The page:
There are a few things to seriously consider. You are not in a hurry - take the time to really dig around and start thinking like a dog (if you don't speak a second language, it's time to learn canine). You had time to prepare for your child, now is the time to think dog.
Everyone is different - dogs are different - however if someone does not OK a dog with small children, accept it. As a very experienced dog owner - the age of your children has nothing to do with it.
It's all about your level of confidence, patience, adaptability, and compassion. I've had dogs all my life and if I showed you photos of 100+lbs 'babysitting'... or walking the kids.... The huge fella who attached himself to a 14 month old, head on shoulder sort of thing (still makes me tear up)
Dogs are very smart!!! You have to learn to oursmart them.
The six hour gap - definitely makes me think you need older - but the most important thing is to learn. Morning romp, evening romp, add training and this could be done.
Reasearch. Why a dog? I'm sure you've heard that most of us would be childless if we had waited for the right time - - you dog is going to need time from you and so is your child.
Can you handle two toddlers? How about four? If it has four legs it counts as two in my book and all two year old children seem to split and become two at times. They really don't call it the terrible twos for nothng and you also have time to get to know your child before solidifying the canine bonding process.
You have time - so understand that many rescue places cannot accept the liability and unless the dog has been fully evaluated and approved for toddlers, keep looking. Not all dogs are kidproof, that's why many are rescued. Not all dogs like kids and not all kids like dogs. Not all dogs are 10 and up only. If you are looking for a 1-2 year old dog, ask questions and then ask more. Sleep on it. Think about it.
Basic size differences between children and dogs can be a serious problem - depending on the dog, the child, etc. An exhuberhant dog who has no idea about anything behind his head can and will knock down a small child - or damage an adult person's knees - in larger breeds it takes longer for their brain to sometimes catch up with their actual size. Watch dogs at the dog park, anything over thirty pounds under the age of three probaly has no idea where it's butt is going once the tail starts wagging. Small children move quickly, can make loud sudden noises, forget things a lot because they are basically in training themselves. Not all dogs can handle that - so from a rescue perspective, the overall picture is what is in the forefront. A dog who is what I call 'bulletproof' around children is a Godsend, but takes a special sort of character on both the part of the dog and the trainer and the family.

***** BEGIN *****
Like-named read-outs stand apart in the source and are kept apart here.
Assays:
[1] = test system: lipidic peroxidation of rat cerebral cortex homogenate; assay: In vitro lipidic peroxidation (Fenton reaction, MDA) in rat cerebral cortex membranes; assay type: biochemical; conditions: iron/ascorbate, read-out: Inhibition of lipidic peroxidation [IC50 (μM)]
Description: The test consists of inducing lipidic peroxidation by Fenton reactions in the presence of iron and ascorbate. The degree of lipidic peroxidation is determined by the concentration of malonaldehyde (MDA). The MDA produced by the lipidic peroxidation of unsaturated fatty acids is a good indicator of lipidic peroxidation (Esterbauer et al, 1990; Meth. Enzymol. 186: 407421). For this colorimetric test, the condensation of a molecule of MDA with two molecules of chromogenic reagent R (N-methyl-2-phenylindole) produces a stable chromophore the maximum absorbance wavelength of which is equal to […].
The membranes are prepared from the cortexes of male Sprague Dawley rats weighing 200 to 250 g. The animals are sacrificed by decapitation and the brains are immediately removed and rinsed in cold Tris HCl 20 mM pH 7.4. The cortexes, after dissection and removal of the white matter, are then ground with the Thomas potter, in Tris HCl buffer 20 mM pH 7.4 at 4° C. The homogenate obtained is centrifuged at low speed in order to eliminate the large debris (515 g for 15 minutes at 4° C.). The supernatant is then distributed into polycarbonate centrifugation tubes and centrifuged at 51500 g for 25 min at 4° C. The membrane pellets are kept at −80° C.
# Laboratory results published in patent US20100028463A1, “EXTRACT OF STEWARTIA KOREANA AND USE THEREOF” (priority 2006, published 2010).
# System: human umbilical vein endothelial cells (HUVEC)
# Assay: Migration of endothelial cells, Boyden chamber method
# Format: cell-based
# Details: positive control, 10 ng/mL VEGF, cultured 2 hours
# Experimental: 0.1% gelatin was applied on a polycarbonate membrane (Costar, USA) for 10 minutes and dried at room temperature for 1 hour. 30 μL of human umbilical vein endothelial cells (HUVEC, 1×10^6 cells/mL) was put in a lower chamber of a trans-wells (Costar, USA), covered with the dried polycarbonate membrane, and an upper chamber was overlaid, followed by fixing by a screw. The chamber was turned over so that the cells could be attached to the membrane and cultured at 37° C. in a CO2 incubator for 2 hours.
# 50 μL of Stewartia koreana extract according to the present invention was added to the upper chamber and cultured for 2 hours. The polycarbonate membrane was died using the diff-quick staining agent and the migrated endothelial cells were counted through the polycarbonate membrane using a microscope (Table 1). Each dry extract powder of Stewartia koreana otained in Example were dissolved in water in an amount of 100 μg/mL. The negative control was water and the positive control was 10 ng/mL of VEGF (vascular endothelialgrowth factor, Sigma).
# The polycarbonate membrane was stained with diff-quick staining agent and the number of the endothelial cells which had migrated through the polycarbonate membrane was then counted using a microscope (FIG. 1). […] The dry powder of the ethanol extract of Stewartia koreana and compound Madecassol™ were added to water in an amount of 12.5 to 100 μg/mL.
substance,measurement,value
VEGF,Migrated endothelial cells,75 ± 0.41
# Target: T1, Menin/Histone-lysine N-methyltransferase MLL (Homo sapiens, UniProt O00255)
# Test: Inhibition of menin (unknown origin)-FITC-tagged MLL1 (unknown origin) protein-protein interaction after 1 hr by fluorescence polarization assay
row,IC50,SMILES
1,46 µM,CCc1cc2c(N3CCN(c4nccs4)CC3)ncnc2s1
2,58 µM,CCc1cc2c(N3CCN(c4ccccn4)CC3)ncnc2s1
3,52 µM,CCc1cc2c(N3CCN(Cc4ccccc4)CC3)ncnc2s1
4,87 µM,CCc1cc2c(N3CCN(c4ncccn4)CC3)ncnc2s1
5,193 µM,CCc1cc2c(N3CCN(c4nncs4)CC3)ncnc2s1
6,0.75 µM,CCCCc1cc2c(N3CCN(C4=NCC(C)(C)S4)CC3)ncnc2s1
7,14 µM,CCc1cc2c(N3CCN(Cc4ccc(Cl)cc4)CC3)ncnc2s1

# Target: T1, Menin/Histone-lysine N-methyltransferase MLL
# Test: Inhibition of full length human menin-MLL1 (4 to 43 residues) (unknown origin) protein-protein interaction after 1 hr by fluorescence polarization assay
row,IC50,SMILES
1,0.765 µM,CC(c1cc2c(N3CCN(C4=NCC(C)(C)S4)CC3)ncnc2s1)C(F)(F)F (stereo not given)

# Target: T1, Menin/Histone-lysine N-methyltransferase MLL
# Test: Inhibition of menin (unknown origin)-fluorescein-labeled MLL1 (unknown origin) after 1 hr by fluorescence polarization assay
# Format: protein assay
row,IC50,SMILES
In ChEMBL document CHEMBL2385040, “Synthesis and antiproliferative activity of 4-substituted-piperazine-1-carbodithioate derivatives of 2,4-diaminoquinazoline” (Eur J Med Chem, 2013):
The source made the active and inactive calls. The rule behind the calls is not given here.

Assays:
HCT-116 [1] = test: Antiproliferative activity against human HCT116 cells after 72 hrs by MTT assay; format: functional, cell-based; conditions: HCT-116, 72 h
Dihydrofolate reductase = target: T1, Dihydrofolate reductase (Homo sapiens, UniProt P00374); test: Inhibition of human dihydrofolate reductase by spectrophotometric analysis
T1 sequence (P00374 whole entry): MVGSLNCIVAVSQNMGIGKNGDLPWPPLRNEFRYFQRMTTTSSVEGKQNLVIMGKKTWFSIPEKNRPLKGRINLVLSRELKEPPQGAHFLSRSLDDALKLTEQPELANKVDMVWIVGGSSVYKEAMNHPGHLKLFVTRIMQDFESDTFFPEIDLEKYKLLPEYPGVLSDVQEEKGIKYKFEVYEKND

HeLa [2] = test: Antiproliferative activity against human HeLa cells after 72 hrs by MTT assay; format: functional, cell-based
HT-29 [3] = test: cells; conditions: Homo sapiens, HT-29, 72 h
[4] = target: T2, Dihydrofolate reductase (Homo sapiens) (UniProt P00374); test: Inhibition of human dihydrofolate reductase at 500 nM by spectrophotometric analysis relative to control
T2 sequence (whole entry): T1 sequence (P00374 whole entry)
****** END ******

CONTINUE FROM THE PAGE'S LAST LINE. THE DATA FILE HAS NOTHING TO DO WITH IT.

Take your daughter out and about often to pet supply stores, hang out at dog parks - - visual and eventually close contact. Get her used to dogs. Ponder all those little details. Think long and hard about the size dog you want. Not one of my kids or grandkids has missed out on snuggling down with fido or running around the backyard, I had two dogs alert me to dirty diapers regularly. A dog will be your family member, you + spouse + child + dog = 'oh my gosh we are a family'. You are in charge, the dog will be low man on the totem pole - but it can be done. Be very very picky and patient - I wish you all the best!